Silvia Cruz Lapeña
Fotos: Ana Palma
David Coria directed the new show of these Cádiz dancers who gave a classic recital, precise and stylized, that was much-applauded by the Jerez audience.
It can surely be said that metaflamenco is a global tendency in flamenco. Reflecting on what one does, in addition to doing it and letting the audience see the backstage workings, is something we’ve seen in many recent shows. La Tournée of Pilar Ogalla and Andrés Peña, opened in the Festival de Jerez with this premise: that of explaining what rehearsals for a tour are like, and how the artists get along in those sessions and travels in which they spend more time with colleagues than in their own homes.
Another tendency is that all the interpreters do everything, as happened last night in the show ¿Qué Pasaría si Pasara? and was repeated in La Tournée, where Ogalla, Peña and percussionist Roberto Jaén sang a little, and the singers Inma Rivero, Emilio Florido and Miguel Rosendo had their dance moments as well.
The group, musically directed by the guitar of the impeccable Rafael Rodríguez, began with tangos de Triana, and with the dance couple in high gear. Ogalla is elegant even when she sweats, and the ease with which she moves around the stage looks natural because she’s the one doing it. She danced a solo of taranto, and despite the piece being a bit long, it was perfectly clean and well-executed. The intensity comes from Ogalla, starting from the head: she’s not afraid to pick up the speed of the footwork and legs as much as needed, but reserves her head movements, and this is smart because its beautiful and effective, and if she generates expectations, it’s because she doesn’t abuse the technique.
A sensual dance
In the imaginary tour, the couple falls in love, and the duet they share is one of the most beautiful pieces of the work. It is also sensual – seldom do you see such a subtle yet carnal representation as these two present. It seems in today’s flamenco everything must be fast, and there’s no time to look at one another, nor to brush against the skin, which is why it’s unusual to see a couple allowing time to approach one another as Pilar and Andrés do, so honestly and with such feeling. The audience got the idea, and cheered the caresses and furtive glances.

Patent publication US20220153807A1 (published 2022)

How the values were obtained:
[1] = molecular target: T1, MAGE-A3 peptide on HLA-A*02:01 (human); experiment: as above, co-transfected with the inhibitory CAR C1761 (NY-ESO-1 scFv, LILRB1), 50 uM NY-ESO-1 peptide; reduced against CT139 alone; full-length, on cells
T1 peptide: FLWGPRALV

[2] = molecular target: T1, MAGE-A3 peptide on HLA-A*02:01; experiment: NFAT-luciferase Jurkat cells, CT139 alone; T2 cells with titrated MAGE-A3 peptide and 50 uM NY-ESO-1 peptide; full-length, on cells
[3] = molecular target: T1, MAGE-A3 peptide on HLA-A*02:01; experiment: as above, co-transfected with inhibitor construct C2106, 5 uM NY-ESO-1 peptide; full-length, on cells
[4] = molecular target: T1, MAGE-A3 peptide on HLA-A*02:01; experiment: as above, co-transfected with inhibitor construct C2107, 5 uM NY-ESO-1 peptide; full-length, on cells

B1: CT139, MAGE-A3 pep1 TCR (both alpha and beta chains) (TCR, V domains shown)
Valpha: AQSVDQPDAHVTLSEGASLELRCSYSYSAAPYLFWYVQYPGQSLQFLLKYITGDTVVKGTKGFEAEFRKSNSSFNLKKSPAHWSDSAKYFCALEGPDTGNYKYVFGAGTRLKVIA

The last work Ogalla and Peña presented in Jerez and toured Spain with, De Sepia y Oro, was a great success, and after last night, it looks like it’ll be the same with La Tournée. They know each other well, and it showed in the perfect coordination of the abandolaos. Peña was outstanding in the soleá, demonstrating it’s possible to dance powerfully without being a karate master. He achieved this showing a rich repertoire of movements that he used in just the right amount, and it was wonderful to see how his energy grew as the dance went on.
Coria’s seal of identity
David Coria directed the show, and this was apparent in several important aspects. One, was the idea of showing the innards of the work and the company, highlighted among other things, in beginning the representation before time. The spectators were filing into the theater as the actors on stage were living out reality more than acting.
It also showed in the division the show into scenes, and in the importance of the ensemble work which also was evident in his first solo work, El Encuentro, presented last year in this same festival. It’s not a trifling matter, because it conditions the staging, which is why the main figures are never alone, there are always others to provide warmth, music and voice. The best thing is that telling the story they have to tell, that choice makes sense because there’s a sort of inside joviality that only flourishes in the group, and possibly far from home. It’s that need for the other part, the laughter and the contact you find at a summer camp, on a trip with friends or as in this case, a tour of performers.
The lighting helped create shadows that filled the very long and deep stage; when the curtains were removed the space appeared twice as big. The height was also taken advantage of. For example, when Ogalla and Peña danced on some chairs, and upon moving upwards, they managed to created a perfect combination from the viewer’s standpoint, a picture with volume and harmony. The alegrias at the end was delightful, with both dancers paying tribute to their province, leaving no doubt that discipline and elegance are their stock in trade, and putting an ending to a work that was much applauded by the audience at the Villamarta Theater.